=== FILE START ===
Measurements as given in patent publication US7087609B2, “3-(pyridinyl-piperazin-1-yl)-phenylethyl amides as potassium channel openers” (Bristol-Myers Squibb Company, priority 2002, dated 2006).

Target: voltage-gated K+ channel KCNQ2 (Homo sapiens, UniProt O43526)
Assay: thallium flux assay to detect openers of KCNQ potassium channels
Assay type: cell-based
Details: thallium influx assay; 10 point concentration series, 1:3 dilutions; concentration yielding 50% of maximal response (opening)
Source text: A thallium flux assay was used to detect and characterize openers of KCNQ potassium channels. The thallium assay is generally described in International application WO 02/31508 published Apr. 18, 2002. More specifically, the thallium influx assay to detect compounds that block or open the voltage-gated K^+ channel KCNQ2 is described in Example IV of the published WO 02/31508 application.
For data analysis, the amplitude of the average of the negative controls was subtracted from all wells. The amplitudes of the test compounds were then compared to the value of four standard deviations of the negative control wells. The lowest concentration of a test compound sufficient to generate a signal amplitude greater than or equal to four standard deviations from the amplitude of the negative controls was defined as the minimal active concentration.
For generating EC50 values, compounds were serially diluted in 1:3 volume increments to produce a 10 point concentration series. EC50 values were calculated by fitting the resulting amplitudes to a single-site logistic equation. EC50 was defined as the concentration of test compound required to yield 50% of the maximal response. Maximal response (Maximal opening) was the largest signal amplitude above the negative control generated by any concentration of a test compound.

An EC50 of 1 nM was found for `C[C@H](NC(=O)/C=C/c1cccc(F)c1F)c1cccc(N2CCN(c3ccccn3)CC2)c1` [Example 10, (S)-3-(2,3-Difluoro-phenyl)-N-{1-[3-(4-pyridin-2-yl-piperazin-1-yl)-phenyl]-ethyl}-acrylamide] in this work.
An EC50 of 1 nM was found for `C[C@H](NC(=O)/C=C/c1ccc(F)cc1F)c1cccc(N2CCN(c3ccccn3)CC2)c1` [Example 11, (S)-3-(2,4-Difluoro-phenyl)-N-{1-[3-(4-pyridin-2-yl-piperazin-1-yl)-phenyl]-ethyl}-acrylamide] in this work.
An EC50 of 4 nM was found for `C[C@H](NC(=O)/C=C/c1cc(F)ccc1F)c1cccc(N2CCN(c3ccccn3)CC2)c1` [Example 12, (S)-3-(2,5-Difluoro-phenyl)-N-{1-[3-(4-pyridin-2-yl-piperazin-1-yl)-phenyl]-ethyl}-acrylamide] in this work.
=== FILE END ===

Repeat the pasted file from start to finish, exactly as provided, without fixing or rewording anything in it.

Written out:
Measurements as given in patent publication US7087609B2, “3-(pyridinyl-piperazin-1-yl)-phenylethyl amides as potassium channel openers” (Bristol-Myers Squibb Company, priority 2002, dated 2006).

Target: voltage-gated K+ channel KCNQ2 (Homo sapiens, UniProt O43526)
Assay: thallium flux assay to detect openers of KCNQ potassium channels
Assay type: cell-based
Details: thallium influx assay; 10 point concentration series, 1:3 dilutions; concentration yielding 50% of maximal response (opening)
Source text: A thallium flux assay was used to detect and characterize openers of KCNQ potassium channels. The thallium assay is generally described in International application WO 02/31508 published Apr. 18, 2002. More specifically, the thallium influx assay to detect compounds that block or open the voltage-gated K^+ channel KCNQ2 is described in Example IV of the published WO 02/31508 application.
For data analysis, the amplitude of the average of the negative controls was subtracted from all wells. The amplitudes of the test compounds were then compared to the value of four standard deviations of the negative control wells. The lowest concentration of a test compound sufficient to generate a signal amplitude greater than or equal to four standard deviations from the amplitude of the negative controls was defined as the minimal active concentration.
For generating EC50 values, compounds were serially diluted in 1:3 volume increments to produce a 10 point concentration series. EC50 values were calculated by fitting the resulting amplitudes to a single-site logistic equation. EC50 was defined as the concentration of test compound required to yield 50% of the maximal response. Maximal response (Maximal opening) was the largest signal amplitude above the negative control generated by any concentration of a test compound.

An EC50 of 1 nM was found for `C[C@H](NC(=O)/C=C/c1cccc(F)c1F)c1cccc(N2CCN(c3ccccn3)CC2)c1` [Example 10, (S)-3-(2,3-Difluoro-phenyl)-N-{1-[3-(4-pyridin-2-yl-piperazin-1-yl)-phenyl]-ethyl}-acrylamide] in this work.
An EC50 of 1 nM was found for `C[C@H](NC(=O)/C=C/c1ccc(F)cc1F)c1cccc(N2CCN(c3ccccn3)CC2)c1` [Example 11, (S)-3-(2,4-Difluoro-phenyl)-N-{1-[3-(4-pyridin-2-yl-piperazin-1-yl)-phenyl]-ethyl}-acrylamide] in this work.
An EC50 of 4 nM was found for `C[C@H](NC(=O)/C=C/c1cc(F)ccc1F)c1cccc(N2CCN(c3ccccn3)CC2)c1` [Example 12, (S)-3-(2,5-Difluoro-phenyl)-N-{1-[3-(4-pyridin-2-yl-piperazin-1-yl)-phenyl]-ethyl}-acrylamide] in this work.